The Blackhawks and other NHL tank teams will pay the price in the long run

The abysmal Chicago organization now becomes the first major revenue generator in the professional sports market to unapologetically embrace tanking. It may be a while before the NHL’s favorite nation franchise returns to the Winter Classic.

Trading Alex DeBrincat, 24, from his second 41-goal season in the past five years in order to perform a rebuild due to impending future contract obligations – or at least that was the excuse – would have been equivalent to this that Rangers then move 24-year-old Mika Zibanejad in 2018.

The fact that the Blackhawks only received the relatively paltry return of the seventh and 39th overall picks this year, plus Ottawa’s third round in 2024, doesn’t make this organizational decision, made by general manager Kyle Davidson, much better.

In fact, the only thing that makes this look any better is the fact that the deal the Blackhawks agreed to shortly after – to remove Toronto goalie obstacle Petr Mrazek from the hands of the Leafs in exchange for a mere move of 13 places in the repechage – was somehow worse.

The Blackhawks are selling parts. The Penguins – another of the league’s historically favored nations, and one that not once, but twice, perfected the art of tanking – were able to win Cups by hitting rock bottom, so now that’s how organizations think they should proceed when reconstructions are appropriate. It is cosmically wrong. Bottom-feeding teams typically sleep with the fish for a decade or more. Right, Arizona and Buffalo?

Chicago Blackhawks general manager Kyle Davidson (L) and new head coach Luke Richardson.

We’re told in good faith that Carolina owner Tom Dundon is basically short of impending free agents Vincent Trocheck and Nino Niederreiter out of town after already doing it to Tony DeAngelo, which is an interesting way for a winning operation now to operate.

Our intel is that DeAngelo, who was an impending restricted free agent, was willing to accept a one-year contract with the ‘Canes for far less than the $5 million AAV he eventually received on his contract. two years with the Flyers after being traded to Philadelphia. But in vain.

If Rangers look to free agency to fill their hole at second center, they’ll be on Trocheck, but the price is likely to rise beyond the Blueshirts’ cap means.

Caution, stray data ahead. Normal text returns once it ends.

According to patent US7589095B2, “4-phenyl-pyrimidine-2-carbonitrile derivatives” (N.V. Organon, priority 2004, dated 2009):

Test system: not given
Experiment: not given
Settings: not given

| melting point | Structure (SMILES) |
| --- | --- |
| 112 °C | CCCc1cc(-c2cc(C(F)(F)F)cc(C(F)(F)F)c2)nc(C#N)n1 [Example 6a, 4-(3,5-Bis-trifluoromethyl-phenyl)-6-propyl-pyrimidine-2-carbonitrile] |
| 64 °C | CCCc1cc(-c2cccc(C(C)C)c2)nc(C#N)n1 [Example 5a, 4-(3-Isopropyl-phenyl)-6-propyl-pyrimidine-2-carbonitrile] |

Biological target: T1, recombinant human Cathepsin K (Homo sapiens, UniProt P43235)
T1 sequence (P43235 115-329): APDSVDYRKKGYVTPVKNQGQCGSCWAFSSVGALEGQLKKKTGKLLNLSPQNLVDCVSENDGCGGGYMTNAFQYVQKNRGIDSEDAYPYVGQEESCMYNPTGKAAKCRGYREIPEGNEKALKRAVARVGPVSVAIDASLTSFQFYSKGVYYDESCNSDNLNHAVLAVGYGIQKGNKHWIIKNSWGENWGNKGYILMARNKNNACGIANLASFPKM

So, three or four years from now, we’ll know if Shane Wright’s gaze on the Montreal draft table was a sign of A) high competitiveness and self-confidence, or B) self-proclaimed immaturity.

Tony DeAngelo
NHLI via Getty Images

A bit of how it went in retrospect a few years after Lias Andersson threw his World Juniors silver medal into the crowd in Buffalo in 2018 after Team Sweden was defeated in the Tag Team title match Canada.

First: fiery competitor.

Later: imperfect character.

I don’t think legacy is reason enough for the Penguins, who haven’t won a playoff round since 2018, to give Evgeni Malkin four years.

If that is his end result, then surely another team will fulfill that requirement if the No. 71 becomes a free agent at 36.

As you can see, about half the league believes that Kirby Dach is no longer a third-line center, and if that’s the case, the Canadiens may have paid too much by sending the 13th overall to Chicago for the third overall pick of 2019.

Rangers had focused on Kaapo Kakko with the second overall selection following their lottery win, but there was quite a debate over whether it would make more sense to take Dach, given the organizational vacuum at the center . Then GM Jeff Gorton voiced the majority opinion and went with Kakko. Now Gorton has Dach in Montreal.

The Devils got a rather pedestrian goalie when they acquired Vitek Vanecek from the Capitals, but as Desiderius Erasmus once observed after watching Hardy Astrom play, in the land of the blind, the one-eyed man is king.

Vitek Vanecek

It still wouldn’t be surprising if New Jersey were still on the hunt for Toronto’s impending free agent Jack Campbell if the Devils could find a landing spot for Mackenzie Blackwood.

Moving Mrazek’s $3.8 million cap — for the next two years — creates options for the Maple Leafs, who could most likely try their luck against Anaheim’s John Gibson if Campbell comes to the open market.

Edmonton, desperate for a goaltender, would most definitely be on Campbell, if not Cup winner Darcy Kuemper, who the Oilers tried to get last year. Washington would also be interested in talking with Kuemper.

And while Minnesota general manager Billy Guerin certainly won’t be pushed to his limits by Cam Talbot, who may not be keen on becoming Marc-André Fleury’s junior partner, he there is no advantage in keeping a goalkeeper unhappy with his role.

Alex Georgiev was once an excellent substitute whose greatest quality was his ability to perform after long spells on the bench behind Henrik Lundqvist – until he convinced himself he couldn’t play with so much time between exits.

Talbot could therefore certainly become an option for the Caps, who currently have no apparent support for Ilya Samsonov.

The offensive reverence for Alex Ovechkin seemingly never ends when it comes to the NHL and its heirs.

Perhaps ESPN’s John Buccigross would like to expand on what exactly, « Ovechkin went through last year, » as he said during the network’s generally top-notch coverage of the opening round.

Finally, consider this my official offer to act as marriage counselor for DeAngelo and John Tortorella.


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